In a month and a half, my 28 yr old daughter will be walking down the aisle as she promises her life to her new husband. The wedding will be nostalgic for me, but beautiful and filled with all my hopes that my daughter will find in marriage what I didn’t or couldn’t. I wish her all the best with all of my heart.

          And, in the meantime, I will be bringing to a close this chapter of my life–and of my blog life. The diary of my divorce has reached its final page.  No, I won’t discontinue blogging. I just need a new name and a new goal. Perhaps I will talk about my new adventures as an older single woman. No matter what happens in my next chapter of life, I suspect it’ll be interesting. So please stick around, folks. You ain’t seen nothing yet!!!

 

Diary of a Divorce–January 22nd

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IT’S IN HIS KISS

     So I left you aching to know what became of my new guy, right? The guy who asked me out on New Year’s Eve and who seemed so “perfect” in so many ways. He is the epitome of consideration, kindness, good manners, and loves dogs. He’s 6’4″ tall, which is a nice match to my 5’11” height. He is exactly my age and decent looking, maybe shy a few hairs on his head, but he doesn’t try to disguise it in something hideous like a comb-over.

     What could go wrong, you might ask. The first sign came when I met him with our dogs at the park, had lunch, and went for a stroll on a balmy Southern California day. The conversation flowed, and, most importantly, his dog got along with my two!  But I guess I wasn’t feeling that “spark,” that physical chemistry.  Who can define it?

      Maybe, I figured, it was better all around if I didn’t feel passionate towards this guy. I haven’t had the best luck following my impulses where men have been concerned. Frankly, I think my “picker” is broken. Maybe it would be best to start off slow and let the sexual energy build gradually.

      We went to a movie and dinner on New Year’s Eve. We talked, we laughed, we exchanged details about our lives. So far, so good. He gave me a plant from his garden which he’d put in a beautiful pot. Along with this thoughtful gift, he’d enclosed a card. In it, he said, “Let’s take this slowly and build a solid foundation.” Wow. How many guys do you know who want to take it slowly?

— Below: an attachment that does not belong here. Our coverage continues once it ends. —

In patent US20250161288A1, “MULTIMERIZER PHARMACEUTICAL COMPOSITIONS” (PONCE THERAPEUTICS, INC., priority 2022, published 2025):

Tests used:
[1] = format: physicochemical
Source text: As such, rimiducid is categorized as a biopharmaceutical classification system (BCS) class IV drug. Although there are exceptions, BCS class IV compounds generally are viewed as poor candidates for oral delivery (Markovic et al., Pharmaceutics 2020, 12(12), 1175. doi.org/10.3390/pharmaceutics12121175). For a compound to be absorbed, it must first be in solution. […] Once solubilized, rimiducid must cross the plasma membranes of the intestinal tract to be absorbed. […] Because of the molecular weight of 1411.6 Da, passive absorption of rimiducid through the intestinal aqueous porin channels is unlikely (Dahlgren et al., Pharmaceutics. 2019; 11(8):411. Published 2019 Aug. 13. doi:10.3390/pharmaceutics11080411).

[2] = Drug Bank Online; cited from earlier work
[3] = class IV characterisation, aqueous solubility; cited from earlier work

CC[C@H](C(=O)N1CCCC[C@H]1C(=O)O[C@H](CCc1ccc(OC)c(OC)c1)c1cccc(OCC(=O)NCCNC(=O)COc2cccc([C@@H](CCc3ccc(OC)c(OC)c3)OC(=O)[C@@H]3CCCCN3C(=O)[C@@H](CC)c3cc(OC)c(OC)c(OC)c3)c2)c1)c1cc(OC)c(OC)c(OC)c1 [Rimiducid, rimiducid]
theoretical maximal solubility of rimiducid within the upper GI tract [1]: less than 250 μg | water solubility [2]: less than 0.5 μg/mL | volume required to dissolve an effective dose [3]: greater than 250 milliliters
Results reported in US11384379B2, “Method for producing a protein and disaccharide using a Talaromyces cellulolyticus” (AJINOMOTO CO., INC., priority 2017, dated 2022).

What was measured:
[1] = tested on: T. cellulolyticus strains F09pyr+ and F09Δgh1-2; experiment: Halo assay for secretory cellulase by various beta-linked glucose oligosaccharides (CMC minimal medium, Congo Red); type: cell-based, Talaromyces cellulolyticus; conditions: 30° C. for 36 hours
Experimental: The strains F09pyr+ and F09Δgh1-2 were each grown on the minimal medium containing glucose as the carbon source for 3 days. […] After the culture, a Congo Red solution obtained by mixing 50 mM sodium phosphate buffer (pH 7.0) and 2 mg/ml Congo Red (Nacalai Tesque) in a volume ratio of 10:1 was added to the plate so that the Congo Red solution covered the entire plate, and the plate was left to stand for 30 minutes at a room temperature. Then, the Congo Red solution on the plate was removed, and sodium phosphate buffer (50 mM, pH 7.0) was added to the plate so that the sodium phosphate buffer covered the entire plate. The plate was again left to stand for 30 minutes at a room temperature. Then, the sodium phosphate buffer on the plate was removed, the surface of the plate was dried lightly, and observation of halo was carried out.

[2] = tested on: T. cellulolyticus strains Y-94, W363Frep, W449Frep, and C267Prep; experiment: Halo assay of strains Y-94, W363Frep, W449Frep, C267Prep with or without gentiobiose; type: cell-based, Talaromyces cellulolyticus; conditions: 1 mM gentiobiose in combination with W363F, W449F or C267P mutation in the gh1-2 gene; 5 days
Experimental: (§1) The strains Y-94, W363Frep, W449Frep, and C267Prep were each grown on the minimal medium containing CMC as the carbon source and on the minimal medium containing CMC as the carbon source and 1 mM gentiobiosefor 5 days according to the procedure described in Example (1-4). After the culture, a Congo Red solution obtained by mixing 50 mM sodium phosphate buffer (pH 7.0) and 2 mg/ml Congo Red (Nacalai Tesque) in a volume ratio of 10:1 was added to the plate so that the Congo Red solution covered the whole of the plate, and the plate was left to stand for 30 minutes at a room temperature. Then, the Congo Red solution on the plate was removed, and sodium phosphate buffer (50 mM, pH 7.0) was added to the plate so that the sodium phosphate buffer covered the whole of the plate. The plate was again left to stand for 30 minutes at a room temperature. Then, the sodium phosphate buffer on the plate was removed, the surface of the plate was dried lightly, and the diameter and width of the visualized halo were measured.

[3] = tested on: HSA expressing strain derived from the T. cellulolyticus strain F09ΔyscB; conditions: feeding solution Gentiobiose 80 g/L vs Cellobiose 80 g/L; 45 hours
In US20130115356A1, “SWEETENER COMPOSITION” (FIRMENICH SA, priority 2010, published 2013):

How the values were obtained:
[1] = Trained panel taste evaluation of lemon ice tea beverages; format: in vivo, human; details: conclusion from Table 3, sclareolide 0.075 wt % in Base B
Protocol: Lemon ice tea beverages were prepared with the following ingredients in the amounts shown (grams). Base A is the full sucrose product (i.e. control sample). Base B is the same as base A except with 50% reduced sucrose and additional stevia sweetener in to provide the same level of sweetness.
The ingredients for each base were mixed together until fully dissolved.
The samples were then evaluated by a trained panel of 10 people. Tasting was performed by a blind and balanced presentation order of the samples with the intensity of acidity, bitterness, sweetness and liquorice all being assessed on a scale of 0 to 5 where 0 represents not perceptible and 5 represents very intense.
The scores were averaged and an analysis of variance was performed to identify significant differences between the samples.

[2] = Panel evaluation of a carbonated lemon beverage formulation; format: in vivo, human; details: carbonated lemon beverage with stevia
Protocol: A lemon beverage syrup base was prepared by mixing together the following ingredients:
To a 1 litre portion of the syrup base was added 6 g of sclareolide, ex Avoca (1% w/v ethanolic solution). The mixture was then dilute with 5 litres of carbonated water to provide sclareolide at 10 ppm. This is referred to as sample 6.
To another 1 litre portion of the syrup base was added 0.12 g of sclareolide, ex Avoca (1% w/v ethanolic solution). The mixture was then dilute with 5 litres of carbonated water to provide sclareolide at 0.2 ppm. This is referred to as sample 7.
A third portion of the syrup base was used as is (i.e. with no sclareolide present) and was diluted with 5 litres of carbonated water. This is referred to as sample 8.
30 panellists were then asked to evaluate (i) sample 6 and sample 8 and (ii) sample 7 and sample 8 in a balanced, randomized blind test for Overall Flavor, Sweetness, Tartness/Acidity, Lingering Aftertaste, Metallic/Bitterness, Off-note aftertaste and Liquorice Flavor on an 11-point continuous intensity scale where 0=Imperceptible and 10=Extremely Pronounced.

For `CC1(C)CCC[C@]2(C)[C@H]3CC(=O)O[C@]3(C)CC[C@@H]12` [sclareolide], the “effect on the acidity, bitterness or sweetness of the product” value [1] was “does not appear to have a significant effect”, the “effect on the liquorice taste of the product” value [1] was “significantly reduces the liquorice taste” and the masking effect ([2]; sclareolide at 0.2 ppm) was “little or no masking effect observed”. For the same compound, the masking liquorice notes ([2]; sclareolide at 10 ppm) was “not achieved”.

As we sat talking in his SUV, he bent over to give me a little kiss. Okay, it was awkward. I figured it was the position in which we sat in the bucket seats. Maybe, I suggested, we could try it again outside the car? So we did. And…..it was a wet kiss. One of those tongue kisses where you feel you need a towel afterwards. Ugh…I’m embarrassed to talk about it. It had never happened before. Every kiss with every man prior to this one had been effortless and natural. To make matters worse, my soon-to-be-ex husband is a GREAT kisser. That, and sex, were probably the only areas where we got along fantastically. If only we’d never gotten out of bed.. But I digress.

       I quickly made an excuse that we’d better head home before all the crazies got on the road after midnight. We said goodbye and he promised to call. Soon after I arrived home, he’d sent me an email in which he said he was so excited about the direction we were headed and that he was enjoying getting to know me more and more.

       And then, like a total moron, I did the ego embellishing woman thing: I thanked him a lovely time and told him he was a good kisser.

       What the hell was I thinking????

       Of course, he was thrilled to hear it and wanted to set up another date really soon–at his house. It didn’t sound like the kind of plan where he was trying to lure me into his lair to get laid. He’d actually carefully thought out the date to meet my specifications. He has a scooter and had asked me if I’d like to ride on it with him. I said it sounded like fun but insisted I wouldn’t ride on it in traffic or on the freeway. I suggested going to a canyon area or a more remote setting where I’d feel safer.

        He researched some canyon drives near his home, took a ride around them to find one I’d enjoy, and then invited me to join him. He also invited me to bring the dogs, and we could take them for a walk in a nearby park. Afterwards, he’d make me dinner. All he needed to know was whether I preferred filet mignon or prime rib. What a great guy!

       We were to get together a week ago Saturday. As the date grew closer, I could feel my anxiety building about the “kiss situation.” I even discussed it beforehand with a male friend. Ugh!!! Still, I decided to give him another chance. Honestly, he is a wonderful guy!